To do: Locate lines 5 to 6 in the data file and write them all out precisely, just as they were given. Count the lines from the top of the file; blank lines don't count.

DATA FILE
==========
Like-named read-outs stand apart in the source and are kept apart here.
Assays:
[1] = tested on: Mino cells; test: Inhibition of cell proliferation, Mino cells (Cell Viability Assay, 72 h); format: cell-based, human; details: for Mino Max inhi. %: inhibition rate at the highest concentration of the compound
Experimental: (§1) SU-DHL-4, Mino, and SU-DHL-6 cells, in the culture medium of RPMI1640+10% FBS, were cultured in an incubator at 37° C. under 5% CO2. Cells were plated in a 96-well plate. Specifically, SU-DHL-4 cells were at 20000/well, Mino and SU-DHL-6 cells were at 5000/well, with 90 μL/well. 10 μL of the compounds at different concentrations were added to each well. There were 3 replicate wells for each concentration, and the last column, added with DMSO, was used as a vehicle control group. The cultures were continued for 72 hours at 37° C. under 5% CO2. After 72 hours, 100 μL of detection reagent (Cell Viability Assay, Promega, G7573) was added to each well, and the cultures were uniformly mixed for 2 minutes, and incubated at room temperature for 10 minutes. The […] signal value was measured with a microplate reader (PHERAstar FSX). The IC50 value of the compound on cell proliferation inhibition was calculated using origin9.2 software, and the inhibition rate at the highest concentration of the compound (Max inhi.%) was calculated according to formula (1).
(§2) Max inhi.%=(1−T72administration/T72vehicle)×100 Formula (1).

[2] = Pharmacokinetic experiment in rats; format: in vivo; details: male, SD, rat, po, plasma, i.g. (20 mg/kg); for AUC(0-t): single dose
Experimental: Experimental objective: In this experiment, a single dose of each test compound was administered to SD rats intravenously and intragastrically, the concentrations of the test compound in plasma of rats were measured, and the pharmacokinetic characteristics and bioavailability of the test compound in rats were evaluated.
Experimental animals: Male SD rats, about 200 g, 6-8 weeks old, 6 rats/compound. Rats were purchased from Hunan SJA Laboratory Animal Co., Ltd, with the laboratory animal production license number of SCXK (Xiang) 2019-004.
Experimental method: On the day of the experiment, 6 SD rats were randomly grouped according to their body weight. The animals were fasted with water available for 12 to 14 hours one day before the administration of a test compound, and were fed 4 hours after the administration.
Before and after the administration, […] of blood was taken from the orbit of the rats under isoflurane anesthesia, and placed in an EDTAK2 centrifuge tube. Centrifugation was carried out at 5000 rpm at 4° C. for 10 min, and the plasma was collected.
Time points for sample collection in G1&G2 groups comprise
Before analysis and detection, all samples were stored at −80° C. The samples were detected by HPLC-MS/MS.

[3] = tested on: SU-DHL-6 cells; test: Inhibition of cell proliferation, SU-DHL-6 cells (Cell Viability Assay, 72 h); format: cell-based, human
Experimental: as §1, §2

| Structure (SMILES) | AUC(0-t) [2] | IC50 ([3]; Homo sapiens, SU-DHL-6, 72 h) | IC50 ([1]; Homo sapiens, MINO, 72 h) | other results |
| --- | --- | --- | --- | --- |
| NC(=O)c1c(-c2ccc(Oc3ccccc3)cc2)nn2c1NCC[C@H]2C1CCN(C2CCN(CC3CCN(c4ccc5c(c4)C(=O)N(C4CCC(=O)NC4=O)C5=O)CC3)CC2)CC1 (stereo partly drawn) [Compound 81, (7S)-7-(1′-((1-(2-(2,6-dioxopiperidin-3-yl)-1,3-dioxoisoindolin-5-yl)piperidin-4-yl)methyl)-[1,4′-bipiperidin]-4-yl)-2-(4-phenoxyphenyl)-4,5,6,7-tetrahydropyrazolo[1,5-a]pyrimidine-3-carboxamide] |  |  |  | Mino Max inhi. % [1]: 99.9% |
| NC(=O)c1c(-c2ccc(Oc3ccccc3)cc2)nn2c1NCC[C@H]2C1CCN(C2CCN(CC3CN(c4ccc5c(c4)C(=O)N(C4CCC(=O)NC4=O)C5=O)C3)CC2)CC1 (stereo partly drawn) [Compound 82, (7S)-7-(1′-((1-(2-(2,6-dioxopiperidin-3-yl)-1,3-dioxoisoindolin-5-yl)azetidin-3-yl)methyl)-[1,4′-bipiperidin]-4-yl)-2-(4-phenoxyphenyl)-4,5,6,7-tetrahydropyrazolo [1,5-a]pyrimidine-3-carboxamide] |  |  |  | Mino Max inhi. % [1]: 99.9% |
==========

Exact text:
(§2) Max inhi.%=(1−T72administration/T72vehicle)×100 Formula (1).

[2] = Pharmacokinetic experiment in rats; format: in vivo; details: male, SD, rat, po, plasma, i.g. (20 mg/kg); for AUC(0-t): single dose